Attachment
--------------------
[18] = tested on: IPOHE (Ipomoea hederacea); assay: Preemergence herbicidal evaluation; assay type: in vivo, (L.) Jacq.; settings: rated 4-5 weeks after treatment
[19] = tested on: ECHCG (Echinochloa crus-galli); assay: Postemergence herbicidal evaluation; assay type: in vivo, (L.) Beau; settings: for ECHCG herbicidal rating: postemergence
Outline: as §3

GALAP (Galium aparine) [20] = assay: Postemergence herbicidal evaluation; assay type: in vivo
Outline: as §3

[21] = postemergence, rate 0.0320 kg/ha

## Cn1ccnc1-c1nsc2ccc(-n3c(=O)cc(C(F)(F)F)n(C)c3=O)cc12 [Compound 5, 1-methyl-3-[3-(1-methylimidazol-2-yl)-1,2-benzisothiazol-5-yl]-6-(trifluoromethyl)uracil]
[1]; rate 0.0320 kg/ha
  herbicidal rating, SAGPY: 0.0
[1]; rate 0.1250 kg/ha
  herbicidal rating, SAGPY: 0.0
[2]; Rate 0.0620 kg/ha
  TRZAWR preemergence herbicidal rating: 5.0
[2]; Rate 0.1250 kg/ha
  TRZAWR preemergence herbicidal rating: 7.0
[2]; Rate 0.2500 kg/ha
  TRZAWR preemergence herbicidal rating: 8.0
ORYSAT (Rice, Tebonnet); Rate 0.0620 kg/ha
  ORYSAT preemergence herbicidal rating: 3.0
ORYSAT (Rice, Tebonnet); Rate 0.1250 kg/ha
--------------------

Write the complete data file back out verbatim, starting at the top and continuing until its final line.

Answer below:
[18] = tested on: IPOHE (Ipomoea hederacea); assay: Preemergence herbicidal evaluation; assay type: in vivo, (L.) Jacq.; settings: rated 4-5 weeks after treatment
[19] = tested on: ECHCG (Echinochloa crus-galli); assay: Postemergence herbicidal evaluation; assay type: in vivo, (L.) Beau; settings: for ECHCG herbicidal rating: postemergence
Outline: as §3

GALAP (Galium aparine) [20] = assay: Postemergence herbicidal evaluation; assay type: in vivo
Outline: as §3

[21] = postemergence, rate 0.0320 kg/ha

## Cn1ccnc1-c1nsc2ccc(-n3c(=O)cc(C(F)(F)F)n(C)c3=O)cc12 [Compound 5, 1-methyl-3-[3-(1-methylimidazol-2-yl)-1,2-benzisothiazol-5-yl]-6-(trifluoromethyl)uracil]
[1]; rate 0.0320 kg/ha
  herbicidal rating, SAGPY: 0.0
[1]; rate 0.1250 kg/ha
  herbicidal rating, SAGPY: 0.0
[2]; Rate 0.0620 kg/ha
  TRZAWR preemergence herbicidal rating: 5.0
[2]; Rate 0.1250 kg/ha
  TRZAWR preemergence herbicidal rating: 7.0
[2]; Rate 0.2500 kg/ha
  TRZAWR preemergence herbicidal rating: 8.0
ORYSAT (Rice, Tebonnet); Rate 0.0620 kg/ha
  ORYSAT preemergence herbicidal rating: 3.0
ORYSAT (Rice, Tebonnet); Rate 0.1250 kg/ha